Written by: Dino “Chico” Alexander
Rewatching Thomas Hurley’s moment of gut-wretching defeat and the social media firestorm that has split the Jeopardy! fanbase into true J! People and Wheel People masquerading as J! People reminded me of a Buddhist axiom that I try and live by. “Suffer what there is to suffer. Enjoy what there is to enjoy. Regard both suffering and joy as facts of life.”
If you haven’t heard, Thomas Hurley is the preteen Jeopardy! player who misspelled his way into a wrong response when he added a ‘T’ to “Emancipation Proclamation”. What followed was a burning hot rage that was seconded last week to New Whovians fuming over the choice of Peter Capaldi to take over for Matt Smith next year. But that’s aanother column for another day.
In so many words, he felt “cheated”. Two things for the record:
– the game was Skyler Hornback’s to lose, so truth be told, he was not cheated out of anything.
– the addition of the ‘T’s changed the essence of the response, so the judges had no choice but to rule him as incorrect. He may very well have known the correct question, but as many a game show fan could tell you, the road to Hell is paved with good intentions.
When this non-story, this first-world story broke, one of the first things that came to my mind was, “High school is going to eat this kid alive.”
But then, I remember… I was in Thomas’ shoes. Twice.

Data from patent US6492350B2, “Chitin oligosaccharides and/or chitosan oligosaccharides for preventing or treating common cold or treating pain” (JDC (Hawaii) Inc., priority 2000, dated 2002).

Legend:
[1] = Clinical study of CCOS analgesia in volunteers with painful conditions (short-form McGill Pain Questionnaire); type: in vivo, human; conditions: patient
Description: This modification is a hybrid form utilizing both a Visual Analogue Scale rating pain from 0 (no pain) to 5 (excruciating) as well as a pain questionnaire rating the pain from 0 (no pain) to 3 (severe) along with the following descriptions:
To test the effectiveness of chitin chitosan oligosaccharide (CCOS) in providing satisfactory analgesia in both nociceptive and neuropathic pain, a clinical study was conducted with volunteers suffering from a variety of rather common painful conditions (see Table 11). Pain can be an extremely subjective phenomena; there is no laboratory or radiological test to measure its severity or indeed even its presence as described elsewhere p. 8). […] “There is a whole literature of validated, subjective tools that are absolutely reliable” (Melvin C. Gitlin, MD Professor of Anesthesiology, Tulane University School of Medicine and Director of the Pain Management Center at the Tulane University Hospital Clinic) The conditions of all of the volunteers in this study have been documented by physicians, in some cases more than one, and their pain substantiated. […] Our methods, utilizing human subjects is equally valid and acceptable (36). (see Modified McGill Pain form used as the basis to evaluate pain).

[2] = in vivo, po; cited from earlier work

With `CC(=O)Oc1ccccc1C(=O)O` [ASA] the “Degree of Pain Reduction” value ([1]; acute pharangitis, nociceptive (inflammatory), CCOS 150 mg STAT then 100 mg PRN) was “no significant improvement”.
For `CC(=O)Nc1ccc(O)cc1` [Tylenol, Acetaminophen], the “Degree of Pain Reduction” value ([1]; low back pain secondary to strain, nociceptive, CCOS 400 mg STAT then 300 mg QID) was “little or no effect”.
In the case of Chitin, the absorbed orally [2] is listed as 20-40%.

The first time was NOT earlier this year with my appearance on semi-national TV, when an ironically bad mix of bowling and go-karting cost me $35,500.
First time, it was my freshman year in high school. Westover High School, Fayetteville, NC. I’ll never forget it, no matter how hard I try. It was English class. Mrs. Rogers was my teacher. English was always my strong suit, the cornerstone from which I built a childhood of being a talented-academically gifted student.
That first quarter of the year… I got a C. And it wasn’t even a middle of the road C. A high C. Imagine a 14-year-old life lived sheltered by the shield of academia … and then of all things, a C. I begged her for the extra point to bump my grade to a B, which would at least put me back on honor roll. She laughed and told me to go to my next class.
No, Thomas Hurley had no chance of going home with the cup that fateful day. But he could have gone home with some pride, manned up, took his loss on the chin, and moved on. Yes, a letter ‘T’ turned his bad day even worse. But, as Linus Van Pelt would say, “The world didn’t end.”
I survived that. I survived Let’s Ask America. Thomas Hurley will survive this.